On education, she praised efforts by a Brooklyn high school principal to recruit teachers by talking to alumni and residents in the neighborhood.
“Teaching should be the highest paid profession, but the answer isn’t always just more money,” Ford asserted. “We have to encourage them to stay in the district and get parents involved.”
She again railed against current city and Democratic Party officials when asked about whether a parole office should be located in downtown Jamaica.
“Our children are not all criminals. We need to get services in the community that we need,” Ford cautioned. “We are always getting sold out by Forest Hills.”
Cynthia Jenkins, a former assemblywoman who is running on the Independence Party line, had similar words for Democratic Party officials.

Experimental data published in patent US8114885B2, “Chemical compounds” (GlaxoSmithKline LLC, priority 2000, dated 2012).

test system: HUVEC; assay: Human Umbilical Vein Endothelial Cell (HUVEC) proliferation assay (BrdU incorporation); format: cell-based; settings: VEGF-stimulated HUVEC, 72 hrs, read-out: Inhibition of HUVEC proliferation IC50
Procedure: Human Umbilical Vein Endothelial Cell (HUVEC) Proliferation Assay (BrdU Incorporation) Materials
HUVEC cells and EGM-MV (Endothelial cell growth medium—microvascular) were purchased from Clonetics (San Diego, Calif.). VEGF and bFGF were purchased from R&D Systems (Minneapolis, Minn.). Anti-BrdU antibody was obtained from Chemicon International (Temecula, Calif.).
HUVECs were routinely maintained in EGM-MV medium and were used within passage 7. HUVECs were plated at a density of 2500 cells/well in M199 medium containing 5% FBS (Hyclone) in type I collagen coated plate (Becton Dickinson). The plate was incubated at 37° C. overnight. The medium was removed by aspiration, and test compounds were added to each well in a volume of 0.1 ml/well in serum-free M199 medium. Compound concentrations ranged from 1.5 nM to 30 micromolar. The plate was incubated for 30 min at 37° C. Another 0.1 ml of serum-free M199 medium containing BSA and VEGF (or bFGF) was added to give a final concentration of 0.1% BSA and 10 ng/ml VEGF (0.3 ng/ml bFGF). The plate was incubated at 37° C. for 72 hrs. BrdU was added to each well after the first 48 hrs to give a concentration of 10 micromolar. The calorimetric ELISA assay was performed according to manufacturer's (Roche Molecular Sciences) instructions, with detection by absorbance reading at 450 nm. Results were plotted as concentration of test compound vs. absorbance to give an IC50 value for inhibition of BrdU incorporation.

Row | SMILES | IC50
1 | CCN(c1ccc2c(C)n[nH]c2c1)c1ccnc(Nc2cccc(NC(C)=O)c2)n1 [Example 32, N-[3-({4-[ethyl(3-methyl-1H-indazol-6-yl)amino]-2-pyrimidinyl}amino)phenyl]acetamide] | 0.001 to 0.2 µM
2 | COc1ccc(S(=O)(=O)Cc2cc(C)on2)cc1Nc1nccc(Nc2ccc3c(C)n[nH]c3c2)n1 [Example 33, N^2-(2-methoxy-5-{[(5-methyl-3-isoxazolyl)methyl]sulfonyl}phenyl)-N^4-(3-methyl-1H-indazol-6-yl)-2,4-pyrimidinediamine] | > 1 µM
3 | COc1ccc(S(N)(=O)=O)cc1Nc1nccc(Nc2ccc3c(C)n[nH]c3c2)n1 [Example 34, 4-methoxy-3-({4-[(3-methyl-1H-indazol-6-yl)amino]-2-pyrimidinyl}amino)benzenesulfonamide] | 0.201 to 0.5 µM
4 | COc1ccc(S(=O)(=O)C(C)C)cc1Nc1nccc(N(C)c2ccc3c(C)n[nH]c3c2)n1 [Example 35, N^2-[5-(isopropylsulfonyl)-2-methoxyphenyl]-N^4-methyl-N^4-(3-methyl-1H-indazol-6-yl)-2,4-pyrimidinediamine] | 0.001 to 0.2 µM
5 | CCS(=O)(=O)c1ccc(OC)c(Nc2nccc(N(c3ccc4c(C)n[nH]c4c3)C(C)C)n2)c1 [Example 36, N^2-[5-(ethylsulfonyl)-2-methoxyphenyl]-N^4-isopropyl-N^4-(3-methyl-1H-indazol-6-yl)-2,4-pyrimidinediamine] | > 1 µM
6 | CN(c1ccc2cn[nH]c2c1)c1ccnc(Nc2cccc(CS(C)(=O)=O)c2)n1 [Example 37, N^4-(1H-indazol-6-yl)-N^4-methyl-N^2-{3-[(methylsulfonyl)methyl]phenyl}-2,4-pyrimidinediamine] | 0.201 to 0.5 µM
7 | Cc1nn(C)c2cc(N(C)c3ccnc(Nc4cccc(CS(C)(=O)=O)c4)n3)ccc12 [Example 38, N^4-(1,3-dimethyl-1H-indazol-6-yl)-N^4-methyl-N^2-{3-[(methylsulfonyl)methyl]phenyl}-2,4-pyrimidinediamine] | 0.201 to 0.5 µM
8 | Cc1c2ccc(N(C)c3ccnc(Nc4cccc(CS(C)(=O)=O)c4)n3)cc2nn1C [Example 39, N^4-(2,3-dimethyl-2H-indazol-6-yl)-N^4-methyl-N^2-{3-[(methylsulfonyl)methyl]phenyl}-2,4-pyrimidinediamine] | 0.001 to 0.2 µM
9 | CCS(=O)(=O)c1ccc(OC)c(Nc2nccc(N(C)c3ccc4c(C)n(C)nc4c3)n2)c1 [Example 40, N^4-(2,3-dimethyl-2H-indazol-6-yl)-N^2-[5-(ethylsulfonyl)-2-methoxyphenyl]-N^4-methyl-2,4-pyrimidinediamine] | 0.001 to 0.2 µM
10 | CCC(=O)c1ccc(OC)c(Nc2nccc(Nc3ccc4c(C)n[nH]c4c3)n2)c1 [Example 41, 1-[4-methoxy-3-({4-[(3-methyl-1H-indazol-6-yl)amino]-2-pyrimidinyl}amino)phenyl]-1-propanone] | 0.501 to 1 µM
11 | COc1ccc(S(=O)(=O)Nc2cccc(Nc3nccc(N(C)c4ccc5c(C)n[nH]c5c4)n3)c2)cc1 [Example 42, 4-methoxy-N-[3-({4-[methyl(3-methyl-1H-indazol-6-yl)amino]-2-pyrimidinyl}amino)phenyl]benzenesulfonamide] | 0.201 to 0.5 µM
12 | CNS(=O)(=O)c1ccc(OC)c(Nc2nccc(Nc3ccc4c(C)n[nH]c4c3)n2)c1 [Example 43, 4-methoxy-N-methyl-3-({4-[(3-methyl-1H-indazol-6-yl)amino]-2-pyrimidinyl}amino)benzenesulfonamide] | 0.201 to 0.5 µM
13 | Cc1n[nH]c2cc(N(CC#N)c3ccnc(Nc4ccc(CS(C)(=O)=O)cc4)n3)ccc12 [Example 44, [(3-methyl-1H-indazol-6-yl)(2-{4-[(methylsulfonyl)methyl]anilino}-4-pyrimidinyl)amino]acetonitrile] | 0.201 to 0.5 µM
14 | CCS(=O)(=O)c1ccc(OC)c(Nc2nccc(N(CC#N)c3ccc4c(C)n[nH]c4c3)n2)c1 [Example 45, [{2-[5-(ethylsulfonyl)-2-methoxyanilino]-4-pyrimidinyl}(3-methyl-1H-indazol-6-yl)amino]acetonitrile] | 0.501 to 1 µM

Gesturing to fellow candidate Leroy Comrie, who has received the nomination of the Queens Democratic Party, Jenkins charged that his campaign treasurer objected to Jenkins’ petitions to knock her off the Democratic line.
“Southeast Queens is controlled by these so-called Democrats,” she said. “We have to start electing people who will represent the real people who live here.”
Jenkins, who lives in Jamaica, is not participating in the CFB’s matching funds program.
Jenkins asserted that her approach to education was radically different from those of her opponents in the District 27 race.
“School District 29 should hold its head in shame,” she said, referring to test scores and political wrangling in the Southeast Queens district. “We have to get the cops out of Andrew Jackson High School. We have got to save those black boys.”
Comrie deflected comments by Jenkins and Ford, saying that he is proud to have helped the community from the inside.